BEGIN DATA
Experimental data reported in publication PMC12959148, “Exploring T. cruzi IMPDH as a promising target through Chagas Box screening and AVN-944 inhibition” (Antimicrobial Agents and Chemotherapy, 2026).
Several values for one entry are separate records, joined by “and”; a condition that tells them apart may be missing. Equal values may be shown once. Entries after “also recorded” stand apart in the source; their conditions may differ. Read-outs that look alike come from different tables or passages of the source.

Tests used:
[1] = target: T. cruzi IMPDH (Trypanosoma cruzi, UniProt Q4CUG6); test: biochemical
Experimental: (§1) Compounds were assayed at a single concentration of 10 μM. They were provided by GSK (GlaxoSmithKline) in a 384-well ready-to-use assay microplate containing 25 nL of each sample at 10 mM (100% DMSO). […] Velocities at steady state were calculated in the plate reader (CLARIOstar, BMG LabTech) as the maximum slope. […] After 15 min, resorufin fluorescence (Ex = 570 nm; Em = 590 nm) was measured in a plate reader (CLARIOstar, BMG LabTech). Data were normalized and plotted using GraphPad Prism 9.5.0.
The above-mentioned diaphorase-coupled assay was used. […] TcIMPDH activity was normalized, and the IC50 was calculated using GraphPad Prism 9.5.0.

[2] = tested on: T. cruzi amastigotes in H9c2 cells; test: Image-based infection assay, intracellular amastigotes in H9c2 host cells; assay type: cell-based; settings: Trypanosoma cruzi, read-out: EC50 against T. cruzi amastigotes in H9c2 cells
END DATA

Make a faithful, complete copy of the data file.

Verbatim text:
Experimental data reported in publication PMC12959148, “Exploring T. cruzi IMPDH as a promising target through Chagas Box screening and AVN-944 inhibition” (Antimicrobial Agents and Chemotherapy, 2026).
Several values for one entry are separate records, joined by “and”; a condition that tells them apart may be missing. Equal values may be shown once. Entries after “also recorded” stand apart in the source; their conditions may differ. Read-outs that look alike come from different tables or passages of the source.

Tests used:
[1] = target: T. cruzi IMPDH (Trypanosoma cruzi, UniProt Q4CUG6); test: biochemical
Experimental: (§1) Compounds were assayed at a single concentration of 10 μM. They were provided by GSK (GlaxoSmithKline) in a 384-well ready-to-use assay microplate containing 25 nL of each sample at 10 mM (100% DMSO). […] Velocities at steady state were calculated in the plate reader (CLARIOstar, BMG LabTech) as the maximum slope. […] After 15 min, resorufin fluorescence (Ex = 570 nm; Em = 590 nm) was measured in a plate reader (CLARIOstar, BMG LabTech). Data were normalized and plotted using GraphPad Prism 9.5.0.
The above-mentioned diaphorase-coupled assay was used. […] TcIMPDH activity was normalized, and the IC50 was calculated using GraphPad Prism 9.5.0.

[2] = tested on: T. cruzi amastigotes in H9c2 cells; test: Image-based infection assay, intracellular amastigotes in H9c2 host cells; assay type: cell-based; settings: Trypanosoma cruzi, read-out: EC50 against T. cruzi amastigotes in H9c2 cells